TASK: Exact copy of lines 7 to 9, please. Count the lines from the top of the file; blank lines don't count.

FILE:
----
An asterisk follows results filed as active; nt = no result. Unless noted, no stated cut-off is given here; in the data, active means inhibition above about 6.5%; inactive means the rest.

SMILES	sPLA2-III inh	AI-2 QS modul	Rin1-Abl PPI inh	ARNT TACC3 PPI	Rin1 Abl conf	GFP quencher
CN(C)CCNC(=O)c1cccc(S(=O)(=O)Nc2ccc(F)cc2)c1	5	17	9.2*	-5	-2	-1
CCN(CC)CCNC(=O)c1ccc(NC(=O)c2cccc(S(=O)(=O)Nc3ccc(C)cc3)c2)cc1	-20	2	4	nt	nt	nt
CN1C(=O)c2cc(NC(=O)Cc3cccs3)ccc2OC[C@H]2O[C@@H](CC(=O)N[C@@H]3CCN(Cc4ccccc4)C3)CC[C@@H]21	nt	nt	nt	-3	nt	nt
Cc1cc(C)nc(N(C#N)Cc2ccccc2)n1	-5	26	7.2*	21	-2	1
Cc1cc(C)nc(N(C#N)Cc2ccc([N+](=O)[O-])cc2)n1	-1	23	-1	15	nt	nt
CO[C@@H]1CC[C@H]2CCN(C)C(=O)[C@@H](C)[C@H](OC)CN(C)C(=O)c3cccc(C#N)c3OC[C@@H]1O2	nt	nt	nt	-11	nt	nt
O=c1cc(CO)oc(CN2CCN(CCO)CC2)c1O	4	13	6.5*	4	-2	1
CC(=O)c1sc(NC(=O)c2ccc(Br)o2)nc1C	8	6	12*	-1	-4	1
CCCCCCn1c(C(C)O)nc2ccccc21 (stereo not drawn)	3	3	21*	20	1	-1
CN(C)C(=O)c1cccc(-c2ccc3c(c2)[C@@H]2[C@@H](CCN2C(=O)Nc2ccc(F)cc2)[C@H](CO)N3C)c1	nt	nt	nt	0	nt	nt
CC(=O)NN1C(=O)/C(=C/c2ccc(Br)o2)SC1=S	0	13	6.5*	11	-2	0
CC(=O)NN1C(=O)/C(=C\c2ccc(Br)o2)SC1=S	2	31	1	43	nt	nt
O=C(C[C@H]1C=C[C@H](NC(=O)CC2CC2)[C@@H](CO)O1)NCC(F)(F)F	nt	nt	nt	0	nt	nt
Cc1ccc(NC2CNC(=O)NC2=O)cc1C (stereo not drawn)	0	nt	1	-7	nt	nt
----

Cc1cc(C)nc(N(C#N)Cc2ccc([N+](=O)[O-])cc2)n1	-1	23	-1	15	nt	nt
CO[C@@H]1CC[C@H]2CCN(C)C(=O)[C@@H](C)[C@H](OC)CN(C)C(=O)c3cccc(C#N)c3OC[C@@H]1O2	nt	nt	nt	-11	nt	nt
O=c1cc(CO)oc(CN2CCN(CCO)CC2)c1O	4	13	6.5*	4	-2	1